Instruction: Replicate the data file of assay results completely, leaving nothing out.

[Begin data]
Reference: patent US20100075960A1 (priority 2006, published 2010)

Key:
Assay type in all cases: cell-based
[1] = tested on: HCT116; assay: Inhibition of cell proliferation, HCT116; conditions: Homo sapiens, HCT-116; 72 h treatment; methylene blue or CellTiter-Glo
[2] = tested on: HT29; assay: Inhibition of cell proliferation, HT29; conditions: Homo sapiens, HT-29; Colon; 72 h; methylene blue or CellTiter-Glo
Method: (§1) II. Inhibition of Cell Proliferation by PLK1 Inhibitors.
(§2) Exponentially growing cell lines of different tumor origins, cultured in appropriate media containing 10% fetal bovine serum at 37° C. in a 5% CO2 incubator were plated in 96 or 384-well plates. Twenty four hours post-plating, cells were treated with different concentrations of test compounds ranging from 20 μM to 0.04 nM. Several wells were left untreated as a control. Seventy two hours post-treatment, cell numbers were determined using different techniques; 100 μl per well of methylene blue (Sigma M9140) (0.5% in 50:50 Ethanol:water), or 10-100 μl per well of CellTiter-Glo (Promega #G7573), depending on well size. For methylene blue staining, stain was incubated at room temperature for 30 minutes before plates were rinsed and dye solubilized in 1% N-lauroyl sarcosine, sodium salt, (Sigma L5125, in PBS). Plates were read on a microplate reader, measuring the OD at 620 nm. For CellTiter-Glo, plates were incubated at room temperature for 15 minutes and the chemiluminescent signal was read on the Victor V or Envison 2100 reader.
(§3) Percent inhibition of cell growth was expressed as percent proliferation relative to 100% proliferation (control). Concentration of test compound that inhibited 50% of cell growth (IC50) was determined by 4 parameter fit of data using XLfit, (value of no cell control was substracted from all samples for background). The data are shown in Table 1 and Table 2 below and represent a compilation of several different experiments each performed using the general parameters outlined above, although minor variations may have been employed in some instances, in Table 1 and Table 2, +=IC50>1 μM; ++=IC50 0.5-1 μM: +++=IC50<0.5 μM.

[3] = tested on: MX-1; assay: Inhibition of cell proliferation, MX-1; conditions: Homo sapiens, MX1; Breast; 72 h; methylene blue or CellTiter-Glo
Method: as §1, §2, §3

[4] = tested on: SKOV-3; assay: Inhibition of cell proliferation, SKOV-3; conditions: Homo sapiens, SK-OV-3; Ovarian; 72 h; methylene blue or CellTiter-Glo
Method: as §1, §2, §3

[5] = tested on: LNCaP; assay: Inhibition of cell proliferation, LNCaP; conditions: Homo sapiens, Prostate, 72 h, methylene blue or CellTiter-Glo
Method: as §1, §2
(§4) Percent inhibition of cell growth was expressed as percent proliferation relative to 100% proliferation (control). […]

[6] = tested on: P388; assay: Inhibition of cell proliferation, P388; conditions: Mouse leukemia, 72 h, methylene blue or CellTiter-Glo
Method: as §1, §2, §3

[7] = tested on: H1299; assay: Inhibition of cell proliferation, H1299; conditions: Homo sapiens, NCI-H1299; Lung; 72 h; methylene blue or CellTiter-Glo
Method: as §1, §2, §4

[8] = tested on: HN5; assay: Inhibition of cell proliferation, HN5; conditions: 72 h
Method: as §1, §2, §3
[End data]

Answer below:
Reference: patent US20100075960A1 (priority 2006, published 2010)

Key:
Assay type in all cases: cell-based
[1] = tested on: HCT116; assay: Inhibition of cell proliferation, HCT116; conditions: Homo sapiens, HCT-116; 72 h treatment; methylene blue or CellTiter-Glo
[2] = tested on: HT29; assay: Inhibition of cell proliferation, HT29; conditions: Homo sapiens, HT-29; Colon; 72 h; methylene blue or CellTiter-Glo
Method: (§1) II. Inhibition of Cell Proliferation by PLK1 Inhibitors.
(§2) Exponentially growing cell lines of different tumor origins, cultured in appropriate media containing 10% fetal bovine serum at 37° C. in a 5% CO2 incubator were plated in 96 or 384-well plates. Twenty four hours post-plating, cells were treated with different concentrations of test compounds ranging from 20 μM to 0.04 nM. Several wells were left untreated as a control. Seventy two hours post-treatment, cell numbers were determined using different techniques; 100 μl per well of methylene blue (Sigma M9140) (0.5% in 50:50 Ethanol:water), or 10-100 μl per well of CellTiter-Glo (Promega #G7573), depending on well size. For methylene blue staining, stain was incubated at room temperature for 30 minutes before plates were rinsed and dye solubilized in 1% N-lauroyl sarcosine, sodium salt, (Sigma L5125, in PBS). Plates were read on a microplate reader, measuring the OD at 620 nm. For CellTiter-Glo, plates were incubated at room temperature for 15 minutes and the chemiluminescent signal was read on the Victor V or Envison 2100 reader.
(§3) Percent inhibition of cell growth was expressed as percent proliferation relative to 100% proliferation (control). Concentration of test compound that inhibited 50% of cell growth (IC50) was determined by 4 parameter fit of data using XLfit, (value of no cell control was substracted from all samples for background). The data are shown in Table 1 and Table 2 below and represent a compilation of several different experiments each performed using the general parameters outlined above, although minor variations may have been employed in some instances, in Table 1 and Table 2, +=IC50>1 μM; ++=IC50 0.5-1 μM: +++=IC50<0.5 μM.

[3] = tested on: MX-1; assay: Inhibition of cell proliferation, MX-1; conditions: Homo sapiens, MX1; Breast; 72 h; methylene blue or CellTiter-Glo
Method: as §1, §2, §3

[4] = tested on: SKOV-3; assay: Inhibition of cell proliferation, SKOV-3; conditions: Homo sapiens, SK-OV-3; Ovarian; 72 h; methylene blue or CellTiter-Glo
Method: as §1, §2, §3

[5] = tested on: LNCaP; assay: Inhibition of cell proliferation, LNCaP; conditions: Homo sapiens, Prostate, 72 h, methylene blue or CellTiter-Glo
Method: as §1, §2
(§4) Percent inhibition of cell growth was expressed as percent proliferation relative to 100% proliferation (control). […]

[6] = tested on: P388; assay: Inhibition of cell proliferation, P388; conditions: Mouse leukemia, 72 h, methylene blue or CellTiter-Glo
Method: as §1, §2, §3

[7] = tested on: H1299; assay: Inhibition of cell proliferation, H1299; conditions: Homo sapiens, NCI-H1299; Lung; 72 h; methylene blue or CellTiter-Glo
Method: as §1, §2, §4

[8] = tested on: HN5; assay: Inhibition of cell proliferation, HN5; conditions: 72 h
Method: as §1, §2, §3